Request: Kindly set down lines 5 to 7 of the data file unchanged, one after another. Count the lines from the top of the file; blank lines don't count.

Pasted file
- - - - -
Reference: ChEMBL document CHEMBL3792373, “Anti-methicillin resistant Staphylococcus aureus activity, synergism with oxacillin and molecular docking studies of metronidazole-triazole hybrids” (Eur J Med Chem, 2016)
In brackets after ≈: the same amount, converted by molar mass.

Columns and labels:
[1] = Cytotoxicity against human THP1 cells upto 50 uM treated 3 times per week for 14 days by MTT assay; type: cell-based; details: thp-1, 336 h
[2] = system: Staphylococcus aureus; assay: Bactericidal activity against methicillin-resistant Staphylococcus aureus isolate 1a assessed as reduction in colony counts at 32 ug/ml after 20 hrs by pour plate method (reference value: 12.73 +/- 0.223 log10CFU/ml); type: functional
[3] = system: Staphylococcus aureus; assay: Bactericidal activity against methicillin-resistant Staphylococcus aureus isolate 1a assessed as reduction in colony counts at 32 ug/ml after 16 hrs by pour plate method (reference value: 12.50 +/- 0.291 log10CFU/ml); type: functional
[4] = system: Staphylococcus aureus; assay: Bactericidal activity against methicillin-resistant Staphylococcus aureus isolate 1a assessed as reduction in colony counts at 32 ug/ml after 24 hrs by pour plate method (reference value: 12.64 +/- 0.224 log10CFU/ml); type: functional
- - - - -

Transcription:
[2] = system: Staphylococcus aureus; assay: Bactericidal activity against methicillin-resistant Staphylococcus aureus isolate 1a assessed as reduction in colony counts at 32 ug/ml after 20 hrs by pour plate method (reference value: 12.73 +/- 0.223 log10CFU/ml); type: functional
[3] = system: Staphylococcus aureus; assay: Bactericidal activity against methicillin-resistant Staphylococcus aureus isolate 1a assessed as reduction in colony counts at 32 ug/ml after 16 hrs by pour plate method (reference value: 12.50 +/- 0.291 log10CFU/ml); type: functional
[4] = system: Staphylococcus aureus; assay: Bactericidal activity against methicillin-resistant Staphylococcus aureus isolate 1a assessed as reduction in colony counts at 32 ug/ml after 24 hrs by pour plate method (reference value: 12.64 +/- 0.224 log10CFU/ml); type: functional